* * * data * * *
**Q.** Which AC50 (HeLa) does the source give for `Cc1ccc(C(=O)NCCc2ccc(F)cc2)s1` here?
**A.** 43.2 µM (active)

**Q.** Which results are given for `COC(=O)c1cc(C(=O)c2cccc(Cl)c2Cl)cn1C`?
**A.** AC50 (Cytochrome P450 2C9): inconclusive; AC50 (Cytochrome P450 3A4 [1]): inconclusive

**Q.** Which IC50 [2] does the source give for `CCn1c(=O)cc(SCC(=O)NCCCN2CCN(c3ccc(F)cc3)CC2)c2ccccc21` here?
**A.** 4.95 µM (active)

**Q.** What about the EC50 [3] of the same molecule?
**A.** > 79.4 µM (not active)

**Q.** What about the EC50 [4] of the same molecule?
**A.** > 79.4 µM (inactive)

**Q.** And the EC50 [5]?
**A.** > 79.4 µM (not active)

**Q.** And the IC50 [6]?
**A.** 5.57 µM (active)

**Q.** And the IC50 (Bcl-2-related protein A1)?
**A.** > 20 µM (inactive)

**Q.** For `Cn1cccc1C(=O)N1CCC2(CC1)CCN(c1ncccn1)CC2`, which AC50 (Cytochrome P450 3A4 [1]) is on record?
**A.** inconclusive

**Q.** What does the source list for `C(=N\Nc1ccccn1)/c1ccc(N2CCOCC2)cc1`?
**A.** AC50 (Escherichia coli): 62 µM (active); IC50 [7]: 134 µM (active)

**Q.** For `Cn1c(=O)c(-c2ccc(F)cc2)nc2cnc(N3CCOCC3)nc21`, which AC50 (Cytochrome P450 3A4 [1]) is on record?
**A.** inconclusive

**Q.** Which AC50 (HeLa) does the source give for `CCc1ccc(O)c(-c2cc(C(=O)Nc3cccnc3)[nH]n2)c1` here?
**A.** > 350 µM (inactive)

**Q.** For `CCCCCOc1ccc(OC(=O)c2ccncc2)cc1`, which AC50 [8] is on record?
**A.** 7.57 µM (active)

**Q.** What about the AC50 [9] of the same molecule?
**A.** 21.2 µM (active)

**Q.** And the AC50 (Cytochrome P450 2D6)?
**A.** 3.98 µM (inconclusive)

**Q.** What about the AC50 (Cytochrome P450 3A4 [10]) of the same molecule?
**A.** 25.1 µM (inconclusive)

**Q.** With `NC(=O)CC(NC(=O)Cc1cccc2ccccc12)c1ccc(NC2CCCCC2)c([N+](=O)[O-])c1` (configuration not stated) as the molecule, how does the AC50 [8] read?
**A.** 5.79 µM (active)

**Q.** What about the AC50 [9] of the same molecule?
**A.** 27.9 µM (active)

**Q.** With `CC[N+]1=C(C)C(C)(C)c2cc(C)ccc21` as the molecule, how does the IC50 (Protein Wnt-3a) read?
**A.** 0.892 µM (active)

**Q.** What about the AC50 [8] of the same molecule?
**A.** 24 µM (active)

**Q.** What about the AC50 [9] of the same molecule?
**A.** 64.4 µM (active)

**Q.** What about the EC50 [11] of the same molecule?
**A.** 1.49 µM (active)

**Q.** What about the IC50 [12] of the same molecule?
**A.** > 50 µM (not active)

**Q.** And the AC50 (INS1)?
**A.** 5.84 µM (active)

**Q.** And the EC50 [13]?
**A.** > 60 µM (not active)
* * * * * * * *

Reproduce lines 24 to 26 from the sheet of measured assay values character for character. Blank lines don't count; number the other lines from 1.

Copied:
**A.** > 350 µM (inactive)

**Q.** For `CCCCCOc1ccc(OC(=O)c2ccncc2)cc1`, which AC50 [8] is on record?
**A.** 7.57 µM (active)